It is the indisputable obligation of the host to promote the heck out of his or her edition of a carnival. Promotion is part of the job; if you ask for the ringmaster’s hat, you better be prepared to say glowing things about the acts. But the host is not the only party invested in a successful carnival run. If we look at the blog carnival as the magical traffic-generating engine it is designed to be, then we have to acknowledge that the carnival participants share the responsibility to attract readers.
I’m not aware of any carnival that has an explicit requirement to this effect, nor would I make such a mandate for contributors to IATB. We’re all independents out here and I, for one, have no interest in either telling other bloggers what they need to post on their sites or having someone else tell me what to add to my own. But I think it’s long past the time someone addressed the social contract implicit in the carny culture: Anyone who submits a post to a specific edition of a roaming carnival should help promote that edition.
The etiquette here is based on fairness and reciprocity. Each individual participant contributes content with the expectation of being remunerated in traffic. A given host contributes time and effort, often a considerable amount, seeking the same pay-off. So where are all these readers supposed to come from? In theory, every participant entreats his or her site visitors to review the newest edition of the carnival in question. In practice, however, a handful of blogs usually do the heavy lifting to generate interest while others barely lift a finger.
A carnival is a communal activity, a collaborative effort that often does exceed the sum of its parts. I’ve personally benefited a great deal from my involvement with certain blog carnivals, not only in terms of sweeter stat traffic and a broader audience, but also in the sense that I’ve moved from being a lone micropublisher to becoming a participant in various communities and networks on the web. Whatever it is you wish to achieve with your blog, whoever it is you hope to reach, there’s a good chance you’ll meet or exceed those goals if you can hook up with a group of like-minded souls. The right carnival can do that for you, but, pardon the cliche, you’ll only get out of it what you put into it.
Promoting a carnival to which you’ve contributed is as easy as posting a brief announcement on your blog with a link and some kind words. If you care to embellish, you can take your announcement a step further by adding graphics; most carnivals offer at least one promotional badge while others present an array of eye-catching buttons and banners. That’s all there is to it. A modest effort on your part can have a profound effect on the success of the carnival as a whole. The more popular and respected the carnival becomes, the greater benefit you’ll accrue from your association. A rising tide lifts all boats, etc. etc. Even if you feel no particular obligation or kindness towards the other participants in the carnival, consider your own readers. Assuming you got involved with a carnival consistent with the themes of your blog, your readers would probably love to check out other sites speaking on the same topics.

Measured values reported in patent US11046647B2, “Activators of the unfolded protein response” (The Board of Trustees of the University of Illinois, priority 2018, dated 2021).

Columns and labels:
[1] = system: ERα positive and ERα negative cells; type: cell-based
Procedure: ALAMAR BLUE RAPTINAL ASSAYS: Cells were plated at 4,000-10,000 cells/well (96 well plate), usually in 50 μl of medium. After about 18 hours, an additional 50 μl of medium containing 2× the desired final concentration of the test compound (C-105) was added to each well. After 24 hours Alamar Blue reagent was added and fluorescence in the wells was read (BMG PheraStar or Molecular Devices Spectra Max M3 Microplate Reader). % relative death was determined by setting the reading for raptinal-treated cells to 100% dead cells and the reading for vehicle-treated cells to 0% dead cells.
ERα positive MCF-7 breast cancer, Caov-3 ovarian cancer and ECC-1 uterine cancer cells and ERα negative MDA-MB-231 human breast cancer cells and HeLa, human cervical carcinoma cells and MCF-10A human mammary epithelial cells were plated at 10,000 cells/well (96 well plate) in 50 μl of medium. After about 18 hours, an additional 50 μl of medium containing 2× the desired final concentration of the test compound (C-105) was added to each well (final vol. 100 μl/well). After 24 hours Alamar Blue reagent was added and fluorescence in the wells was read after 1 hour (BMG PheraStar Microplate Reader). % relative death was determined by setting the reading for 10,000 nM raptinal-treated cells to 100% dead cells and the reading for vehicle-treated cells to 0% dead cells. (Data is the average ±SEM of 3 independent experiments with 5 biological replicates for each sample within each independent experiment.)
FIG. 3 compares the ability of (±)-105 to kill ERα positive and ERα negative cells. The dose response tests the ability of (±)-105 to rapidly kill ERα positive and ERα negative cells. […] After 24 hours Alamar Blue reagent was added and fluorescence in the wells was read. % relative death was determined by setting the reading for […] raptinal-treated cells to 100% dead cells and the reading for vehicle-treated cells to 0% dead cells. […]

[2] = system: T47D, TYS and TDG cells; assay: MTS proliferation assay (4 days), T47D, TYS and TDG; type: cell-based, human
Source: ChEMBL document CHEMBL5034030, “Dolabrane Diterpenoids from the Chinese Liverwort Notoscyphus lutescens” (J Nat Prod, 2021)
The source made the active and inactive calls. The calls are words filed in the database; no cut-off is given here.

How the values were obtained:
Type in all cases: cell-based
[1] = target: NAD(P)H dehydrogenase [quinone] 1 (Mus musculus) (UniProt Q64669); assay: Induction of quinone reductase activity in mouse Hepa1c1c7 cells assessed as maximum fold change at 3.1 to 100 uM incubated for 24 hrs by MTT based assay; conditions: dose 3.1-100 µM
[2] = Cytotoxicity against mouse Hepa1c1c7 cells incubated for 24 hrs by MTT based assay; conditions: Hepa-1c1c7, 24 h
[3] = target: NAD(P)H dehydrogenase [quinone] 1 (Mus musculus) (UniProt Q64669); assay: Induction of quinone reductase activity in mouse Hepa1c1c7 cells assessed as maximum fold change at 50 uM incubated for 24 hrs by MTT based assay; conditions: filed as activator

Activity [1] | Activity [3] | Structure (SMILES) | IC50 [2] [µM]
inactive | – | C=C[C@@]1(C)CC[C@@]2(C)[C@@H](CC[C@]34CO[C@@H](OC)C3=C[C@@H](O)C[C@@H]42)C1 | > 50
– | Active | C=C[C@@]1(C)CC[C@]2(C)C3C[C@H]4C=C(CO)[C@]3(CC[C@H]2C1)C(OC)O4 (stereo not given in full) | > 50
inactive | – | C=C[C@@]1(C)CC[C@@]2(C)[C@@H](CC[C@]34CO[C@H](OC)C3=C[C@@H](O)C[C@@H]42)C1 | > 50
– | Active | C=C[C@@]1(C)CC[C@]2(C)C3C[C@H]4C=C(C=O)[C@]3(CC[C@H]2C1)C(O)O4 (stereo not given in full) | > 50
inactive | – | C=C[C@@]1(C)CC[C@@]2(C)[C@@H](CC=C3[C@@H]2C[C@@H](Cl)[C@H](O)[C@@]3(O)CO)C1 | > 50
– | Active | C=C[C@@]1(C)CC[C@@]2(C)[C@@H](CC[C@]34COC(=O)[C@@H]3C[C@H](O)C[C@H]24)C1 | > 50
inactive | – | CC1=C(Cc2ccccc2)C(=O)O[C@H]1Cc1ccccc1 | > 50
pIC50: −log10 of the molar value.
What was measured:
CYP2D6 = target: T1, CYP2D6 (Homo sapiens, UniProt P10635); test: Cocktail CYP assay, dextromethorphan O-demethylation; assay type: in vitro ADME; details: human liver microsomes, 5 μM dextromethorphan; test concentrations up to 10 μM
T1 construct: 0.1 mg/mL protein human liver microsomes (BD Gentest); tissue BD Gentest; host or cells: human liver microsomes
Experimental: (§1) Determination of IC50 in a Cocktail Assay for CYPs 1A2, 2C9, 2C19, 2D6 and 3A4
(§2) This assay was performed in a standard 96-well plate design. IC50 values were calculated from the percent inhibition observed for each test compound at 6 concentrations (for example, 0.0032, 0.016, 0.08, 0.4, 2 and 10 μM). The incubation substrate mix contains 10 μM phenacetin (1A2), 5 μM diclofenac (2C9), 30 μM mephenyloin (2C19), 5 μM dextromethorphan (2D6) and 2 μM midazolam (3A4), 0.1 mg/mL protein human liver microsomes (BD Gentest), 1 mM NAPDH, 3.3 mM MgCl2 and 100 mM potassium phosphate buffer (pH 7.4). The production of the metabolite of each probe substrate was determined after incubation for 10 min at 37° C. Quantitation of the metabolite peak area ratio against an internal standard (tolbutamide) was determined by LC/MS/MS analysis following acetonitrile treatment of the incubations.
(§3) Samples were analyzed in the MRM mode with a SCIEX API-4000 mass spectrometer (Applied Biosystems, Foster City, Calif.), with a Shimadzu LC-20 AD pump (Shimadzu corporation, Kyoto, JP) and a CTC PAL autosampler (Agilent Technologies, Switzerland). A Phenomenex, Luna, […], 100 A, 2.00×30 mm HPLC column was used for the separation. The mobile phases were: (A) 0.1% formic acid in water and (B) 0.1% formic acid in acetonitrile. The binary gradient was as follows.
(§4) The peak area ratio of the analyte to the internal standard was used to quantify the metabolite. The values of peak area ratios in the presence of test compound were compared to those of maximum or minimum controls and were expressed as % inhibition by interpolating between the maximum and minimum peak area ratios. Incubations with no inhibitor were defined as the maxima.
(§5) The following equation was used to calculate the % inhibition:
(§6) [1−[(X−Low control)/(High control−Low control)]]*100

Those of you who are regular participants in a particular carnival enjoy a greater share of the glory as well as the responsibility. Believe me, membership has its privileges. By contributing regularly to a specific carnival, you gain a chance to win new readers over time rather than needing to make that critical connection with a single post. Such active participation may also endow you with some of the prestige of the carnival itself, assuming it has any. The least you could do, in such an instance, is to add a permanent link, perhaps even signified by a badge, to the carnival’s homepage on your blog.
Everything I’ve written so far is simply my opinion regarding a blog carnival courtesy that is rarely addressed. Some of you may disagree that such a reciprocal responsibility exists. My experience, however, is that most carnivals depend almost entirely on their contributors for readers. This is not to say that the participants are the only ones reading these carnivals, though that surely happens. It’s more that very few independent resources for carnival promotion exist. So the marketing must be done in-house as it were.
Blog carnivals have, as I’ve said, been very good to me. Therefore, I feel the obligation to give back. I’ve promoted every single edition of a carnival that’s featured my work, along with a few that haven’t. This is my way of thanking the principals, not just the carnival founders or operators but also my colleagues, the other participants, for their ongoing contributions to our grand collaboration. Yes, respect, perhaps even admiration, is a factor here. It would also be churlish of me to spurn the social contract when my favorite carnival, I and the Bird, enjoys such phenomenal fellowship in the nature blogging community. But self-interest plays a role as well. You may just be a bit player now, a sporadic contributor working to achieve recognition in a crowded field of carnies. Yet, you aspire to one day be the host with the most. Your success as a carnival host will depend a great deal on the support you get from your contributors in terms of quantity, quality, and, as we’ve discussed, promotion. How much support, then, do really expect to get if you weren’t supportive yourself?
Do you feel that carnival contributors have an obligation to help promote the carnival?
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